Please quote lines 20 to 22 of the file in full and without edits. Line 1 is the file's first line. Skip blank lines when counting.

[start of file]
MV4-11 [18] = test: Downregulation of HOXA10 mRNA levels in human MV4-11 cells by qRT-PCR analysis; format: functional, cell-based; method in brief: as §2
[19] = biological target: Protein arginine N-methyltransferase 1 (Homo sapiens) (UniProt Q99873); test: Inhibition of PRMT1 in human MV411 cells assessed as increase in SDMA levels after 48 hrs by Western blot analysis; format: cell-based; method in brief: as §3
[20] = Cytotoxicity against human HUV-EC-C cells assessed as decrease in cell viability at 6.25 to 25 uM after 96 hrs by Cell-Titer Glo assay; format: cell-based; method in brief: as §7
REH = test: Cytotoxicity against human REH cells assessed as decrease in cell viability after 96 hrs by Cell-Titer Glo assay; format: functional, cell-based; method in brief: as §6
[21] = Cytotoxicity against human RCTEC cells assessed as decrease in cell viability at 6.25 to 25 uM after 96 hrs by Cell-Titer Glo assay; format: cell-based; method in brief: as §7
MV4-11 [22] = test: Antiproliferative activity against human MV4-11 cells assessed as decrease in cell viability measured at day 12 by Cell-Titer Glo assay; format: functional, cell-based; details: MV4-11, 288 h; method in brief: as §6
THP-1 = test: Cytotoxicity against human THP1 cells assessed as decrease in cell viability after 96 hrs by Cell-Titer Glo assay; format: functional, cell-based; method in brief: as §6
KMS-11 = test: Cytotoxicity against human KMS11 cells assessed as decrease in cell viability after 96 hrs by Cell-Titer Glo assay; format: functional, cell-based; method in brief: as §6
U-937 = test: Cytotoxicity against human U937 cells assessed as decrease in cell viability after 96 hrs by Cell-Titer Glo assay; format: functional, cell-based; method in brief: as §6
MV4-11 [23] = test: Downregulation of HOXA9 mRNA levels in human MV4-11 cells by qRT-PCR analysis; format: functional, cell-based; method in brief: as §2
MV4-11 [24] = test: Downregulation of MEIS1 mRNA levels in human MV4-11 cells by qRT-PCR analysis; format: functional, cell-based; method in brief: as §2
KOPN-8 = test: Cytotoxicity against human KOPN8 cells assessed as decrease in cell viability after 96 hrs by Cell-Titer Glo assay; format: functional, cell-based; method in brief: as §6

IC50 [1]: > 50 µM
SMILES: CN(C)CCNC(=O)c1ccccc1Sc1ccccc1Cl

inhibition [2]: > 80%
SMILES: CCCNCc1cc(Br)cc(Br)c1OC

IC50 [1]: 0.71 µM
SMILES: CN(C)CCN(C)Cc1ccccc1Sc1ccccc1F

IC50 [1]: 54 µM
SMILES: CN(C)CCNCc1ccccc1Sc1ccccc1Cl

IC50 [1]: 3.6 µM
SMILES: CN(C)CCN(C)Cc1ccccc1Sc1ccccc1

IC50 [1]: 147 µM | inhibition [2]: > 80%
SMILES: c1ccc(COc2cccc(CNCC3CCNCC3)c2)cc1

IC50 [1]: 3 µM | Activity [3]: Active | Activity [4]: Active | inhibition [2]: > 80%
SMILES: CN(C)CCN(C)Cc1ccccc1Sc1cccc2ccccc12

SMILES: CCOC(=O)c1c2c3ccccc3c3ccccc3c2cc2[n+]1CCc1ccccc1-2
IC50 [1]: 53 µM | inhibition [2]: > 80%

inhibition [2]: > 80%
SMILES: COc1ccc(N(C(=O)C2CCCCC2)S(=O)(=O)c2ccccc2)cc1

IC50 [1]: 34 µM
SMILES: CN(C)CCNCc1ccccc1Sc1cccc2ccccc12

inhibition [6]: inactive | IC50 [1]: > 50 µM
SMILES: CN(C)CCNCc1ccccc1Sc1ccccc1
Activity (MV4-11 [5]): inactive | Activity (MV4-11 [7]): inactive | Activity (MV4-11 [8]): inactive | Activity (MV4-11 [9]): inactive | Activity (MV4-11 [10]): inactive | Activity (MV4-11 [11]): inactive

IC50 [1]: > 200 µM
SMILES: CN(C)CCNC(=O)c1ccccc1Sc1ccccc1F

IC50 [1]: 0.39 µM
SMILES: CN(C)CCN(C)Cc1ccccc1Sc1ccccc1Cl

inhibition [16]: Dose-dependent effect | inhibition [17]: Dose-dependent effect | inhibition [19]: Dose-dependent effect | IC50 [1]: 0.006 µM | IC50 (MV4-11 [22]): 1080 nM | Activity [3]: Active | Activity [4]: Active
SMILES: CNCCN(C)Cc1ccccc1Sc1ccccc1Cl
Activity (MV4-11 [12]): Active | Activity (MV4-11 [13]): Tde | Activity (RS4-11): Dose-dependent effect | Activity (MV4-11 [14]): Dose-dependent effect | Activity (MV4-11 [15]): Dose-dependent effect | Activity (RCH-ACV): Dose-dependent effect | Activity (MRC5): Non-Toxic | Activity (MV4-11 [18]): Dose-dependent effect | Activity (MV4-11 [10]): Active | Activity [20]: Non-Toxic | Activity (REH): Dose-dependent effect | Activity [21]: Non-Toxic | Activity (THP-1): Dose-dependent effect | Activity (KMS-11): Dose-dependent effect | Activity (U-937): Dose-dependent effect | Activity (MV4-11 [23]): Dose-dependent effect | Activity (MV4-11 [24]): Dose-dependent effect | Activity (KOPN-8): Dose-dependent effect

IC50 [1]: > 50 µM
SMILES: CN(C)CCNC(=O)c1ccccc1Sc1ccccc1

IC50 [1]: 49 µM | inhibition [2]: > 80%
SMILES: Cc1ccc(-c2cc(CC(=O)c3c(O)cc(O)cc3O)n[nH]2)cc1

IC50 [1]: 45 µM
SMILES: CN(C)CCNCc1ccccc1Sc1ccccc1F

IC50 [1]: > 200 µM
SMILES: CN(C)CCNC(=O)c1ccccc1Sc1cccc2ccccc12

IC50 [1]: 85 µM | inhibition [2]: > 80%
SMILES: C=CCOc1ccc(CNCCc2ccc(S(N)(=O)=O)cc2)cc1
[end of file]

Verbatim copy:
SMILES: CN(C)CCNCc1ccccc1Sc1ccccc1Cl

IC50 [1]: 3.6 µM
SMILES: CN(C)CCN(C)Cc1ccccc1Sc1ccccc1